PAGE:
Munson created his first YouTube channel on August 12, 2012. He saved years of videos from music jams and bands and his musical diary needed a home. With that, he uploaded his first video—Van Morrison’s “Brown Eyed Girl.” He then began recording videos that he calls How to Play Tutorials, walking the beginner through strum patterns, like he would one of his students. He also has instructional videos for intermediate and advanced players. “Playing songs with friends led to Cover Lessons. When I started learning guitar it was go to your friend’s house and try to follow what they were doing. So, the YouTube channels with those kinds of lessons are the same kind of thing. It’s really kinda taken off. I just play the song and have the lyrics and chords on the screen so that you can just play along,” he says. All of his channels are connected, linked with an annotation, and hopefully, a playlist.
Munson says one of the most baffling things about YouTube is the amount of time people spend watching channels. “It’s weird. YouTube has this thing called Analytics that gives you an idea of watch time. In the last 28 days, watch time was three years and 86 days. But this is just one of four channels. You can spend all day looking at numbers, but I don’t stress it. It’s not what I’m living for.”
Of his YouTube success Munson says he thinks it’s cool that he has more subscribers than some of the artists he loves. “Dinosaur Jr., 22,000 subscribers, Abandoning Sunday, 18,000 subscribers, Stevie Nicks, 75,000 subscribers, Bruce Hornsby, 43,000 subscribers. I just think it’s kinda funny when I hit a video by an artist like Bruce, especially, and I’m like, that guy is awesome. He’s my hero. He needs more subscribers.”
Munson says another hero—his biggest hero—is his father, Henry. “I think I’m a great example of my dad helping me follow my bliss. I don’t know where I’d be, literally, without my mom and dad’s support. I don’t want to think about it. I have this love for music and they just encourage that as much as they possibly can.”
Munson got his first guitar from his parents on Christmas when he was sixteen. He says his Uncle Walter was his first guitar teacher—teaching him tunes from Fleetwood Mac to Bob Dylan—and that passing songs Uncle Walter loved to the on-line community makes him smile. He says to him, music is life, although he had no idea that his career would revolve around music. “I always played around with technology, so I thought that was my thing. But when I got in college, I realized computer science was a math degree—you know, it wasn’t playing games on the computer. So, I ended up staying in my dorm room a lot, playing my guitar.”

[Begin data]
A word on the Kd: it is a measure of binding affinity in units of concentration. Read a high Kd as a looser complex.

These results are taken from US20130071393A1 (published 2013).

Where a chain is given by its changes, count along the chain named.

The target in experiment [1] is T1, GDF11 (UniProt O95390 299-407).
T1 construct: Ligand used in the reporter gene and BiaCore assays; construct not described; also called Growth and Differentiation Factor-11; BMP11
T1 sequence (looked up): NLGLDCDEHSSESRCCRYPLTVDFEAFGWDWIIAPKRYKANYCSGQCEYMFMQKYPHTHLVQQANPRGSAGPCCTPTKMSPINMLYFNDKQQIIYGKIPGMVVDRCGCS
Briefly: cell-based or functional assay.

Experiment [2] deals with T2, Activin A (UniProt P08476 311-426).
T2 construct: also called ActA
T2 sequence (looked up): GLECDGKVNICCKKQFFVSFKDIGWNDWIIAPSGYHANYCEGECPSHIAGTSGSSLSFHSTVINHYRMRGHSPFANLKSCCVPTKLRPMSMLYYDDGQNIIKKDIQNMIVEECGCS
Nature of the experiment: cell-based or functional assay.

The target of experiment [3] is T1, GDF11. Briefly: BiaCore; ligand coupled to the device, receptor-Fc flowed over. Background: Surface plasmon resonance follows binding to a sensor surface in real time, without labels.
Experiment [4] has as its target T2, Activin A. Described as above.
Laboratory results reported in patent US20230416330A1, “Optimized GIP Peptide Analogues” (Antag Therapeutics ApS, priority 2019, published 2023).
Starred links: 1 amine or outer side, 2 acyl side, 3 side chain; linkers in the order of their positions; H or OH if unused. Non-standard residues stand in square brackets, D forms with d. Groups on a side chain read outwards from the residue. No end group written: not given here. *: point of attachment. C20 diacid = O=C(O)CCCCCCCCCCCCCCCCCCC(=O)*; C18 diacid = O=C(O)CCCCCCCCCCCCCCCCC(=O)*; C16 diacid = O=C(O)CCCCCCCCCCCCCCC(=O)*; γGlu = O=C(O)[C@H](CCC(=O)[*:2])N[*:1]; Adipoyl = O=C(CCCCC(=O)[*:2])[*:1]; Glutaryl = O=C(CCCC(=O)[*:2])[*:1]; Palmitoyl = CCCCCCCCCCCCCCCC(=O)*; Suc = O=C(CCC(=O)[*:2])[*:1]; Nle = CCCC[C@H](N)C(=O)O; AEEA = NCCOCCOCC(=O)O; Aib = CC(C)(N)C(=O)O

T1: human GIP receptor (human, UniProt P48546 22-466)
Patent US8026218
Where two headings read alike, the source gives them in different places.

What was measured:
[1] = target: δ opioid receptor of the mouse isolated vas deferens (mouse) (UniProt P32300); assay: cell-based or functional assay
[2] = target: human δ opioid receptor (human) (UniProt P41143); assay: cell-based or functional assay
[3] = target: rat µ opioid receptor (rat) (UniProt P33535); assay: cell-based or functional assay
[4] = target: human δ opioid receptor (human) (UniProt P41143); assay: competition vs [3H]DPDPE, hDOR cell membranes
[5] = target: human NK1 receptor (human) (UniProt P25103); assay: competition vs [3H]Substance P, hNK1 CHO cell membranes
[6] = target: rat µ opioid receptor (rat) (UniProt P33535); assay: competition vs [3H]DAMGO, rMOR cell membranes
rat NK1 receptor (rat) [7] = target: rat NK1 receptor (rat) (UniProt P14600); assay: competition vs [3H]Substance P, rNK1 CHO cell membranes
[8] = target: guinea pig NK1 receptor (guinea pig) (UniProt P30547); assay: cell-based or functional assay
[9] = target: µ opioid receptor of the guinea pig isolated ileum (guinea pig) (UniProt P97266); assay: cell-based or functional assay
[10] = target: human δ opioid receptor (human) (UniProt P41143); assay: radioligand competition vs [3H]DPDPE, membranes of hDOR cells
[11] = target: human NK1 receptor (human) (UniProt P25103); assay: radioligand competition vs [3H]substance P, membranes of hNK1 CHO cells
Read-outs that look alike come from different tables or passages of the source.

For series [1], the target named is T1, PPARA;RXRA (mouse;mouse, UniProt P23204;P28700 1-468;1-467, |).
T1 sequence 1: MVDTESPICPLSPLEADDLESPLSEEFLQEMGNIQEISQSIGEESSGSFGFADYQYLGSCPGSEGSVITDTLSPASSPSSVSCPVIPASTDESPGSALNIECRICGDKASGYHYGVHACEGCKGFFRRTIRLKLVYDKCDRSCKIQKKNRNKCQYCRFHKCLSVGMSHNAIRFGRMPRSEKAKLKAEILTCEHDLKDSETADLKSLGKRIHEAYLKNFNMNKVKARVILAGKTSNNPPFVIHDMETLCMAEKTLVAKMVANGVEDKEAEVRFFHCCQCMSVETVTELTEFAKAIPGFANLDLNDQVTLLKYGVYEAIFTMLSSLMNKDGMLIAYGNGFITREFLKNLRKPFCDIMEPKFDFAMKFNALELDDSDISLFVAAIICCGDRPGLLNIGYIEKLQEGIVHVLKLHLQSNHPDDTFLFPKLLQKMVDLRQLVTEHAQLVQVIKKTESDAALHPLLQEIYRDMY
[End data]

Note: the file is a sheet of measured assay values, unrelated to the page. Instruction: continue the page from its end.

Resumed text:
Munson says he didn’t do well his first year of college and that he had to improve his grades before he could return, earning his Bachelor of Music and Music Education and Performance Certificate in Classical Guitar from the University of South Carolina in 1999. “Once I had guitar as my major it was like night and day. As soon you know what you want to do, you get motivated. So, I got my grades up and I was like, yeah, let me do this all the time!”
And the world let him do what he wanted. Following his bliss for nearing 20-years has given Munson his dream of playing guitar for a living and eventually, it led him to his wife Kira and their three children.
In addition to his YouTube partnership, Munson continues teaching private lessons at his store, Munson Music, in downtown Newberry. Stop by and say hello when you get a chance. Until then, grab your guitar, go to his YouTube playlist, find a song that you love and play along. After all, music is life.